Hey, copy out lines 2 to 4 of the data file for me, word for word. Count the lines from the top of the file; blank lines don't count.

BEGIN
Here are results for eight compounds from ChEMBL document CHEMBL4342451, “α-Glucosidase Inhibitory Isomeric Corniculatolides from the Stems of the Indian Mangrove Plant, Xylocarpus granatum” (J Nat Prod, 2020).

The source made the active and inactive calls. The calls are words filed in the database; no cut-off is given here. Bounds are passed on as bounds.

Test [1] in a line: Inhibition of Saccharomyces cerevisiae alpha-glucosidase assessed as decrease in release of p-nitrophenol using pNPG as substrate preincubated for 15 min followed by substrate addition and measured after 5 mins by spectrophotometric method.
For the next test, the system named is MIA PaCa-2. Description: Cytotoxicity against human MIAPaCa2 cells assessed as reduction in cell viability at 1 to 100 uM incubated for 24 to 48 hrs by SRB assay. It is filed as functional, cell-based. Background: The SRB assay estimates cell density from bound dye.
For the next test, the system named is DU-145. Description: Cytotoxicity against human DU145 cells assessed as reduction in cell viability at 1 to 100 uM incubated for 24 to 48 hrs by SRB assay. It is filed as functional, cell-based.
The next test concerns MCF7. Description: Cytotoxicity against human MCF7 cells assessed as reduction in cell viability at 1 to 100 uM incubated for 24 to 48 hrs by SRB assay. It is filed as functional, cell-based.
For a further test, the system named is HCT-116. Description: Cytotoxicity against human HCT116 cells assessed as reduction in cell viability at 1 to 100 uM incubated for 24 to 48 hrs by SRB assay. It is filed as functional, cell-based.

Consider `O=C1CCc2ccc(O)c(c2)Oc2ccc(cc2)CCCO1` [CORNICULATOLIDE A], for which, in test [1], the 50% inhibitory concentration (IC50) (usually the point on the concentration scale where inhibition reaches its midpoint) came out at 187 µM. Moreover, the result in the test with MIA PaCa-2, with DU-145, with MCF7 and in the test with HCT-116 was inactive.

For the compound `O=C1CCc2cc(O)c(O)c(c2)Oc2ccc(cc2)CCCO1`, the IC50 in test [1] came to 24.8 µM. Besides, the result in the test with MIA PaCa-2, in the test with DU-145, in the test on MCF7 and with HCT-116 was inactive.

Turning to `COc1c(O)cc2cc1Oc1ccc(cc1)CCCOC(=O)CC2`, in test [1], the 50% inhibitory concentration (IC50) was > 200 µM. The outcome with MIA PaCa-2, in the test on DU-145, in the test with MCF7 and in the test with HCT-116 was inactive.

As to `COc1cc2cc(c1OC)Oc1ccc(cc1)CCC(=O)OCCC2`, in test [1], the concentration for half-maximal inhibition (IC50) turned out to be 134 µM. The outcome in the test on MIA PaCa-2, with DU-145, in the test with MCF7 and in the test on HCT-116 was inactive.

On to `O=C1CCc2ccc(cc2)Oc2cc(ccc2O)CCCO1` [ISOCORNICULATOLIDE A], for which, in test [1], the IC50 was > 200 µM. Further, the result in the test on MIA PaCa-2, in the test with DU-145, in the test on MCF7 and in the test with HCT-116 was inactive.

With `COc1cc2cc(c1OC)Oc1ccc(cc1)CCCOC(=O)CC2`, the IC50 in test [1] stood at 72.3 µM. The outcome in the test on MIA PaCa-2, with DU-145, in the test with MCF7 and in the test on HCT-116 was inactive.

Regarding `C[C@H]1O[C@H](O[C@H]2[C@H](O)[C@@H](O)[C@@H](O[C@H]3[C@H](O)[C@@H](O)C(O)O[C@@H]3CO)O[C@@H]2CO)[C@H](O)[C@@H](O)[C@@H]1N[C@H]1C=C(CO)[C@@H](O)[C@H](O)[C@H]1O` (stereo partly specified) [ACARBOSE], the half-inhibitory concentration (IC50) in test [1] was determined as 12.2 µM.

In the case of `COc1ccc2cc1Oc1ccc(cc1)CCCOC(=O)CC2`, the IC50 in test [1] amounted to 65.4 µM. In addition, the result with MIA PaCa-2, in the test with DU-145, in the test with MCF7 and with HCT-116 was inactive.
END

The source made the active and inactive calls. The calls are words filed in the database; no cut-off is given here. Bounds are passed on as bounds.

Test [1] in a line: Inhibition of Saccharomyces cerevisiae alpha-glucosidase assessed as decrease in release of p-nitrophenol using pNPG as substrate preincubated for 15 min followed by substrate addition and measured after 5 mins by spectrophotometric method.
For the next test, the system named is MIA PaCa-2. Description: Cytotoxicity against human MIAPaCa2 cells assessed as reduction in cell viability at 1 to 100 uM incubated for 24 to 48 hrs by SRB assay. It is filed as functional, cell-based. Background: The SRB assay estimates cell density from bound dye.